Common test for admission to AYUSH courses
A common entrance and an exit exam is proposed, which all graduates will have to clear to get licences
New Delhi: Admissions to courses in alternative medicine, such as ayurveda, yoga and naturopathy, unani, siddha and homoeopathy, may soon be through a common examination, along the lines of the National Eligibility cum Entrance Test (NEET).
The Upper House on Monday introduced the National Commission for Indian System of Medicine Bill (NCISMB) and the National Commission for Homoeopathy Bill (NCHB), which aim to bring transparency to alternative medicine streams. The cabinet had on Friday approved both the bills.
The NCISMB proposes a common entrance exam and an exit exam, which all graduates will have to clear to get licences to practise. A teacher’s eligibility test has also been proposed in the bill to assess the standard of teachers before appointment and promotions.
The proposed legislation is aimed at bringing reforms in Indian medicine education in line with the National Medical Commission proposed to be set up for the allopathy system of medicine. The bill seeks to replace the existing regulator, Central Council for Indian Medicine, with a new body to ensure transparency.
The proposed bill also provides for the constitution of a national commission with four autonomous boards entrusted with conducting overall education. Education in ayurveda would be under the Board of Ayurveda and that of unani, siddha and sowarigpa under the Board of Unaini, Siddha and Sowarigpa.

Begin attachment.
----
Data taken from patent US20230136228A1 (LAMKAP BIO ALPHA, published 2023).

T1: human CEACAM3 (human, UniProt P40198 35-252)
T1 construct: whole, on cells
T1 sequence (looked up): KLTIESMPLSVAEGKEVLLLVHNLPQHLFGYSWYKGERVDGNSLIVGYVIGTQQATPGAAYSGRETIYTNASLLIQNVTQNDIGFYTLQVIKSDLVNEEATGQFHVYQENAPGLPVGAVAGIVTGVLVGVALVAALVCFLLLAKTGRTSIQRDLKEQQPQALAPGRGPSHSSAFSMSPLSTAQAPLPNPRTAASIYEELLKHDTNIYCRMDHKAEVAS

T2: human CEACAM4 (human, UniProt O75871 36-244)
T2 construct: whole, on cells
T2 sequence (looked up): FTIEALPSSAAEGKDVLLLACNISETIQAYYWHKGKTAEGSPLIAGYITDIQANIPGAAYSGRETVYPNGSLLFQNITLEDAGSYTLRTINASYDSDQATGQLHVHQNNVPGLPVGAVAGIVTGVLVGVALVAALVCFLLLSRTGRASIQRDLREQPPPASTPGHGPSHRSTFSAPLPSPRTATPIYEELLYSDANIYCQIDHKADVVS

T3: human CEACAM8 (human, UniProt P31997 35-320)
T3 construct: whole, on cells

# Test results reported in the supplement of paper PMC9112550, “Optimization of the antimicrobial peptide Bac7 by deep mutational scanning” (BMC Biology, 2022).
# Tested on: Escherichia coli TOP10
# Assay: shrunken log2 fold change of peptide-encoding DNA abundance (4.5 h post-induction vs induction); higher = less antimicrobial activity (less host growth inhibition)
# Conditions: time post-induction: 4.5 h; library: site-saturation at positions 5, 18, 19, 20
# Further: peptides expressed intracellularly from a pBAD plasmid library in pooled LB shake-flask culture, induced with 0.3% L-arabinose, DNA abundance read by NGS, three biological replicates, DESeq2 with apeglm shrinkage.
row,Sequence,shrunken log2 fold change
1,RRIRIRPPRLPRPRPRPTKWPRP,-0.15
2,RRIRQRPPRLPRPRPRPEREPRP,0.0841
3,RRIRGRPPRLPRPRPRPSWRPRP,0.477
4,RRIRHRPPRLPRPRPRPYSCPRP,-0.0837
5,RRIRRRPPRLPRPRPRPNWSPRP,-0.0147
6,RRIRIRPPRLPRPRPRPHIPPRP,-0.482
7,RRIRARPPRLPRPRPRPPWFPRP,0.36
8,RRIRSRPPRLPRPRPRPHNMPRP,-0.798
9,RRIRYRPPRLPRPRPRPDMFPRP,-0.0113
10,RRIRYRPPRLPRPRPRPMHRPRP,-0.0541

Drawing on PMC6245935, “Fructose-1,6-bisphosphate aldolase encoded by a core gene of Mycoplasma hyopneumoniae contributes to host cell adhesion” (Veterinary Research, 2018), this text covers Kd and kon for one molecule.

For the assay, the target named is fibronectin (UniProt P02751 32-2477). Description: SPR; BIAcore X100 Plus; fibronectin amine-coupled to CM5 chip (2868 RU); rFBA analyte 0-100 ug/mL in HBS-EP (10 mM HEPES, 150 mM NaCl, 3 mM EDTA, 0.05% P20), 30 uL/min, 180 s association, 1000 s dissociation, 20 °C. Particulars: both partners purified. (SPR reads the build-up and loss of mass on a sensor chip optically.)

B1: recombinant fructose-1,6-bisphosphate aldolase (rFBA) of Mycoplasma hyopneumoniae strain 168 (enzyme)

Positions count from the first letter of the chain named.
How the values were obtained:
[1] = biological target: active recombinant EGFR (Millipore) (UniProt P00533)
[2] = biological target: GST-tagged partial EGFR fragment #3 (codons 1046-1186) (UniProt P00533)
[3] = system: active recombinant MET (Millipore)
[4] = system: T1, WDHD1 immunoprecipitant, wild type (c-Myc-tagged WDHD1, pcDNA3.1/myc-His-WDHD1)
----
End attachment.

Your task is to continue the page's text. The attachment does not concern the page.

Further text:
There are two common boards—the board of assessment and rating to assess and grant permission to educational institutions of Indian systems of medicine and the board of ethics and registration of practitioners of Indian systems of medicine to maintain a national register and decide on ethical issues relating to practice under the National Commission for Indian Medicine (NCIM).
The government has said that the proposed regulatory structure will enable transparency and accountability for protecting the interest of the general public. The NCIM will promote availability of affordable healthcare services in all parts of the country.
“The government is committed to promote Indian systems of medicine, from ayurveda and siddha to unani. However, it is equally important that we remain alive to having value addition in terms of eligibility, quality, in terms of having a system that produces quality practitioners and quality teachers,” Union minister Ravi Shankar Prasad had said on Friday.
The NCHB seeks to replace the existing regulator, the Central Council of Homoeopathy, with a new body to ensure transparency and accountability. The draft bill provides for constitution of a national commission with three autonomous boards entrusted with conducting overall education of homoeopathy by the Homoeopathy Education Board, according to an official statement.
“The board of assessment and rating to assess and grant permission to educational institutions of homoeopathy and the board of ethics and registration of practitioners of homoeopathy to maintain a national register and decide on ethical issues relating to practice are under the National Commission for Homoeopathy,” it said
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